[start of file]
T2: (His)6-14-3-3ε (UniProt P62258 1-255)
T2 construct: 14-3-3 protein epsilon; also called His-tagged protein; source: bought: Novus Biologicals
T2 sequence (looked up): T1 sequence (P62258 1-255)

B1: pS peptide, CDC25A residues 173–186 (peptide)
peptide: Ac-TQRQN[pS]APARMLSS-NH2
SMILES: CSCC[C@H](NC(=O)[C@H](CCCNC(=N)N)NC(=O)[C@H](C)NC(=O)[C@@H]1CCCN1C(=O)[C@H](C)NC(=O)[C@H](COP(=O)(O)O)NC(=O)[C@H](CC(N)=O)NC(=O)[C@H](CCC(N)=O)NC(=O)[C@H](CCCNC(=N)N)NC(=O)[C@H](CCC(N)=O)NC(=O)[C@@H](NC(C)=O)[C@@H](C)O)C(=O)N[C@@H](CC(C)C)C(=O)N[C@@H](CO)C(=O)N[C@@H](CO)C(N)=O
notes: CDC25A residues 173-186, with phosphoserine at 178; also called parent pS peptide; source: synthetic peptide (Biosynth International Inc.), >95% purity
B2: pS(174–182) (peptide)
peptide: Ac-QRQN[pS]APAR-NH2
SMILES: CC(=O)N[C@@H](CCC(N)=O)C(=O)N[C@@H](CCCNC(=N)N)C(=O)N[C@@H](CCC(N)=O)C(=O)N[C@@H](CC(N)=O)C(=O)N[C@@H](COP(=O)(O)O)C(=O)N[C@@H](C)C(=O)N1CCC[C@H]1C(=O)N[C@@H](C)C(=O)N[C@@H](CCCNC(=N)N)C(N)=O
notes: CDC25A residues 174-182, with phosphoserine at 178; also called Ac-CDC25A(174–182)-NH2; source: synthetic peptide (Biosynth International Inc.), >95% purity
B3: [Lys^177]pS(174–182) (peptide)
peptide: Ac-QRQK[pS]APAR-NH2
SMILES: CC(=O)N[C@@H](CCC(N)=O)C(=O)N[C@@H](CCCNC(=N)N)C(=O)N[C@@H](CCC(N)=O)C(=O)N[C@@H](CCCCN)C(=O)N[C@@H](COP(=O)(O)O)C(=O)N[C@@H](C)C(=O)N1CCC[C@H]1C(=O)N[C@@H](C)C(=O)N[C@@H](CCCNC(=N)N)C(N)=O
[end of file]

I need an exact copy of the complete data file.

T2: (His)6-14-3-3ε (UniProt P62258 1-255)
T2 construct: 14-3-3 protein epsilon; also called His-tagged protein; source: bought: Novus Biologicals
T2 sequence (looked up): T1 sequence (P62258 1-255)

B1: pS peptide, CDC25A residues 173–186 (peptide)
peptide: Ac-TQRQN[pS]APARMLSS-NH2
SMILES: CSCC[C@H](NC(=O)[C@H](CCCNC(=N)N)NC(=O)[C@H](C)NC(=O)[C@@H]1CCCN1C(=O)[C@H](C)NC(=O)[C@H](COP(=O)(O)O)NC(=O)[C@H](CC(N)=O)NC(=O)[C@H](CCC(N)=O)NC(=O)[C@H](CCCNC(=N)N)NC(=O)[C@H](CCC(N)=O)NC(=O)[C@@H](NC(C)=O)[C@@H](C)O)C(=O)N[C@@H](CC(C)C)C(=O)N[C@@H](CO)C(=O)N[C@@H](CO)C(N)=O
notes: CDC25A residues 173-186, with phosphoserine at 178; also called parent pS peptide; source: synthetic peptide (Biosynth International Inc.), >95% purity
B2: pS(174–182) (peptide)
peptide: Ac-QRQN[pS]APAR-NH2
SMILES: CC(=O)N[C@@H](CCC(N)=O)C(=O)N[C@@H](CCCNC(=N)N)C(=O)N[C@@H](CCC(N)=O)C(=O)N[C@@H](CC(N)=O)C(=O)N[C@@H](COP(=O)(O)O)C(=O)N[C@@H](C)C(=O)N1CCC[C@H]1C(=O)N[C@@H](C)C(=O)N[C@@H](CCCNC(=N)N)C(N)=O
notes: CDC25A residues 174-182, with phosphoserine at 178; also called Ac-CDC25A(174–182)-NH2; source: synthetic peptide (Biosynth International Inc.), >95% purity
B3: [Lys^177]pS(174–182) (peptide)
peptide: Ac-QRQK[pS]APAR-NH2
SMILES: CC(=O)N[C@@H](CCC(N)=O)C(=O)N[C@@H](CCCNC(=N)N)C(=O)N[C@@H](CCC(N)=O)C(=O)N[C@@H](CCCCN)C(=O)N[C@@H](COP(=O)(O)O)C(=O)N[C@@H](C)C(=O)N1CCC[C@H]1C(=O)N[C@@H](C)C(=O)N[C@@H](CCCNC(=N)N)C(N)=O